Join the next Smart Parenting Giveaway and get a chance to win exciting prizes!

Join Now
  • 5 Ways You Can Help Your Child's Language Development, According To A Dev Ped

    You can't rush your child's natural development, but you can help boost their language skills.
    by Kaydee Dela Buena .
5 Ways You Can Help Your Child's Language Development, According To A Dev Ped
PHOTO BY iStock
  • A typical one-year-old can communicate in one to three word sentences, like ma-ma, da-da, or ba-ba (referring to bottle). By age 4 or 5, their vocabulary should expand and they can hold a conversation with other kids and even adults. If your kid has not met those milestones, they may have speech delayDevelopmental milestones help gauge your child’s progress, but they’re just general guidelines. As with other skills, children's language development also grow at their own rate and pace.

    According to Dr. Francis Xavier Dimalanta, MD, FPPS, FPSDBP, one of Asia’s top behavioral and developmental pediatricians, there are two types of language: expressive and receptive. The former is related to the actual talking, while the latter is how you process and understand the message.

    "Mas gusto ko ang batang nakakaintindi, [at] hindi nagsasalita, kaysa sa salita ng salita pero hindi nakakaintindi." — Dr. Dimalanta.

    More from Smart Parenting

    At the Smart Parenting Masterclass Toddler Expertips titled "LEARN: How To Nurture Your Child’s Thinking Skills," which was co-presented with NIDO, Dr. Dimalanta was asked which is the better indicator of intelligence between the two. For him, it is receptive language. "Mas gusto ko ang batang nakakaintindi, [at] hindi nagsasalita, kaysa sa salita ng salita pero hindi nakakaintindi,” he says.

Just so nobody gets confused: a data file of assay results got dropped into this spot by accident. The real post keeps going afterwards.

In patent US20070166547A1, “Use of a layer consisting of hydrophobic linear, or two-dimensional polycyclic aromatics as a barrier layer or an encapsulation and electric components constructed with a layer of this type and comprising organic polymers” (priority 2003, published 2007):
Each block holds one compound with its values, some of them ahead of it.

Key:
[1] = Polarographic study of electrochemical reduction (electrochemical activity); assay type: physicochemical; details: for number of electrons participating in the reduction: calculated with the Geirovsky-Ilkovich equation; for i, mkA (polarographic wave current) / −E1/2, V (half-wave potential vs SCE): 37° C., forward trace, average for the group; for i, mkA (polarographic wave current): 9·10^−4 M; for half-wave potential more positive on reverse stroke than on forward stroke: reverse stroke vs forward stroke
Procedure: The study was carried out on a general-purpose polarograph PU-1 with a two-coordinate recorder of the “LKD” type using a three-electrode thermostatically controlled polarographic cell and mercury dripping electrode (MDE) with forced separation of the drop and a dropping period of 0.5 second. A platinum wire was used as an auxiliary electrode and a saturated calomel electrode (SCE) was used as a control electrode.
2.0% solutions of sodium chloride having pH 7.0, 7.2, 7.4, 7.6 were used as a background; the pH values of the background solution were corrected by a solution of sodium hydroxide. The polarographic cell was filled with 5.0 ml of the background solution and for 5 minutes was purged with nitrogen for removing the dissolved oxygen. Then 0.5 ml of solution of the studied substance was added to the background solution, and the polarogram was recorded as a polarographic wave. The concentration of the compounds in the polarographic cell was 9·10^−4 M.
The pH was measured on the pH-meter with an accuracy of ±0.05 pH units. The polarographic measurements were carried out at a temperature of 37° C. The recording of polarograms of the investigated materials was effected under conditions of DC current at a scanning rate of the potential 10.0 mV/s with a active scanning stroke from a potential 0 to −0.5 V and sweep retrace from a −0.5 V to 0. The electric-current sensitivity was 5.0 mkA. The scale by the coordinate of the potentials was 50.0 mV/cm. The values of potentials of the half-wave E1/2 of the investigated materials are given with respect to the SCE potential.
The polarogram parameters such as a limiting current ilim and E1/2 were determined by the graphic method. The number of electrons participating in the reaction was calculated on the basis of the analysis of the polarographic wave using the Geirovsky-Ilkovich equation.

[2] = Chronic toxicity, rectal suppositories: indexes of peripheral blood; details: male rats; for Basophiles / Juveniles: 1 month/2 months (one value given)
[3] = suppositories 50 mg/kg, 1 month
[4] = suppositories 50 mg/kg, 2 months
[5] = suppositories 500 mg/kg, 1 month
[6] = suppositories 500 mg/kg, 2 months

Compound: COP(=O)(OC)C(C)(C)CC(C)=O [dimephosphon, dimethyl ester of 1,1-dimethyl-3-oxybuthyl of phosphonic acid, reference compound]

ADVERTISEMENT - CONTINUE READING BELOW

    5 ways to help a child's language development

    If your child has a speech delay, it doesn’t always mean that you should be alarmed. You may simply have a late bloomer, who find it harder to process information. It can also be due to biological differences or genetics. Many types of speech delay can be effectively treated. As parents, you also play a vital role in your child’s language development.

    Here’s how you can support their growth and development.

    More from Smart Parenting

    Educate yourself 

    The best first step is to gather all information, before you sound off the alarm. It’s dangerous to self-diagnose your child. Learn about developmental milestones by age. For example, a 3-year-old should be able to answer who, what, where, and how questions. The child should be able to sing songs, tell stories, and construct sentences. The child should be able to answer questions properly. You might also want to check if a child displays signs of echolalia or the constant repetition of what you say. 

    ADVERTISEMENT - CONTINUE READING BELOW

    Stimulate your child’s speech and language development 

    There are four cores of stimulating your child’s ability to speak, according to Dr. Dimalanta. First, always get down to the child’s physical level when talking. Avoid letting them think you’re talking down on them, because it makes them stubborn in expressing their thoughts.